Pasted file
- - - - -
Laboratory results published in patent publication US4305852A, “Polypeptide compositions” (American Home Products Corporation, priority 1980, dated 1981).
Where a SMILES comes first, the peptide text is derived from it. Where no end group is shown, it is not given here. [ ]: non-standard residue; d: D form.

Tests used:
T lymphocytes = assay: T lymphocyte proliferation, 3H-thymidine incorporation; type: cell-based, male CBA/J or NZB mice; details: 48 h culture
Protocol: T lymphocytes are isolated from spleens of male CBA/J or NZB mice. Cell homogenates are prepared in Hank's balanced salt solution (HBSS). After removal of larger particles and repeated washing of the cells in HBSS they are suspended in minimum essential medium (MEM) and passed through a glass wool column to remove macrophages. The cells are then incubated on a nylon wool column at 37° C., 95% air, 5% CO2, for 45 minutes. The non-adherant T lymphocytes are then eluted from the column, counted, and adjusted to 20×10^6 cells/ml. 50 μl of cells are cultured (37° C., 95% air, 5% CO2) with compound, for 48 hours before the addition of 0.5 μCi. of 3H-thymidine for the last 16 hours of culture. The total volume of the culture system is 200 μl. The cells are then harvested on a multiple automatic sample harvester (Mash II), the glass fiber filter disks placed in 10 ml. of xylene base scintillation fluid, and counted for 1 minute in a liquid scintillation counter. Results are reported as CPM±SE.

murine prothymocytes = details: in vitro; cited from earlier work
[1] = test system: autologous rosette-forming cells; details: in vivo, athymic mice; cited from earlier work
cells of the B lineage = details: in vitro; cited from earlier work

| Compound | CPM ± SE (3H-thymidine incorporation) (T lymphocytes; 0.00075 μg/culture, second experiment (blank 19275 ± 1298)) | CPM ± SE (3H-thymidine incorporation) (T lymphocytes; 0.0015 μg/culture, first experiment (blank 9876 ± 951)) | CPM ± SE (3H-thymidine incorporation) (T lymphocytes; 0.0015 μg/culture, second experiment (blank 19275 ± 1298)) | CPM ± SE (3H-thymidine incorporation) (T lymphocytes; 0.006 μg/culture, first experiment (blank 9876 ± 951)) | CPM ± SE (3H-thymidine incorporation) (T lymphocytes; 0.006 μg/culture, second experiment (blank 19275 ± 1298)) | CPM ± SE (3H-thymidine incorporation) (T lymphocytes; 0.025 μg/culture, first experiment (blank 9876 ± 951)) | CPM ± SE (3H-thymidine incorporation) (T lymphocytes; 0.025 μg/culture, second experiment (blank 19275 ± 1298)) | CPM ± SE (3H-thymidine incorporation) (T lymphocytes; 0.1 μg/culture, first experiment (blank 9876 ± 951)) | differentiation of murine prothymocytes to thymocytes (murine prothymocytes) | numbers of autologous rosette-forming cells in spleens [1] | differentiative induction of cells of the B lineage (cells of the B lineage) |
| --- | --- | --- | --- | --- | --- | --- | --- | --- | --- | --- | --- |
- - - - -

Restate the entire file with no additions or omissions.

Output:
Laboratory results published in patent publication US4305852A, “Polypeptide compositions” (American Home Products Corporation, priority 1980, dated 1981).
Where a SMILES comes first, the peptide text is derived from it. Where no end group is shown, it is not given here. [ ]: non-standard residue; d: D form.

Tests used:
T lymphocytes = assay: T lymphocyte proliferation, 3H-thymidine incorporation; type: cell-based, male CBA/J or NZB mice; details: 48 h culture
Protocol: T lymphocytes are isolated from spleens of male CBA/J or NZB mice. Cell homogenates are prepared in Hank's balanced salt solution (HBSS). After removal of larger particles and repeated washing of the cells in HBSS they are suspended in minimum essential medium (MEM) and passed through a glass wool column to remove macrophages. The cells are then incubated on a nylon wool column at 37° C., 95% air, 5% CO2, for 45 minutes. The non-adherant T lymphocytes are then eluted from the column, counted, and adjusted to 20×10^6 cells/ml. 50 μl of cells are cultured (37° C., 95% air, 5% CO2) with compound, for 48 hours before the addition of 0.5 μCi. of 3H-thymidine for the last 16 hours of culture. The total volume of the culture system is 200 μl. The cells are then harvested on a multiple automatic sample harvester (Mash II), the glass fiber filter disks placed in 10 ml. of xylene base scintillation fluid, and counted for 1 minute in a liquid scintillation counter. Results are reported as CPM±SE.

murine prothymocytes = details: in vitro; cited from earlier work
[1] = test system: autologous rosette-forming cells; details: in vivo, athymic mice; cited from earlier work
cells of the B lineage = details: in vitro; cited from earlier work

| Compound | CPM ± SE (3H-thymidine incorporation) (T lymphocytes; 0.00075 μg/culture, second experiment (blank 19275 ± 1298)) | CPM ± SE (3H-thymidine incorporation) (T lymphocytes; 0.0015 μg/culture, first experiment (blank 9876 ± 951)) | CPM ± SE (3H-thymidine incorporation) (T lymphocytes; 0.0015 μg/culture, second experiment (blank 19275 ± 1298)) | CPM ± SE (3H-thymidine incorporation) (T lymphocytes; 0.006 μg/culture, first experiment (blank 9876 ± 951)) | CPM ± SE (3H-thymidine incorporation) (T lymphocytes; 0.006 μg/culture, second experiment (blank 19275 ± 1298)) | CPM ± SE (3H-thymidine incorporation) (T lymphocytes; 0.025 μg/culture, first experiment (blank 9876 ± 951)) | CPM ± SE (3H-thymidine incorporation) (T lymphocytes; 0.025 μg/culture, second experiment (blank 19275 ± 1298)) | CPM ± SE (3H-thymidine incorporation) (T lymphocytes; 0.1 μg/culture, first experiment (blank 9876 ± 951)) | differentiation of murine prothymocytes to thymocytes (murine prothymocytes) | numbers of autologous rosette-forming cells in spleens [1] | differentiative induction of cells of the B lineage (cells of the B lineage) |
| --- | --- | --- | --- | --- | --- | --- | --- | --- | --- | --- | --- |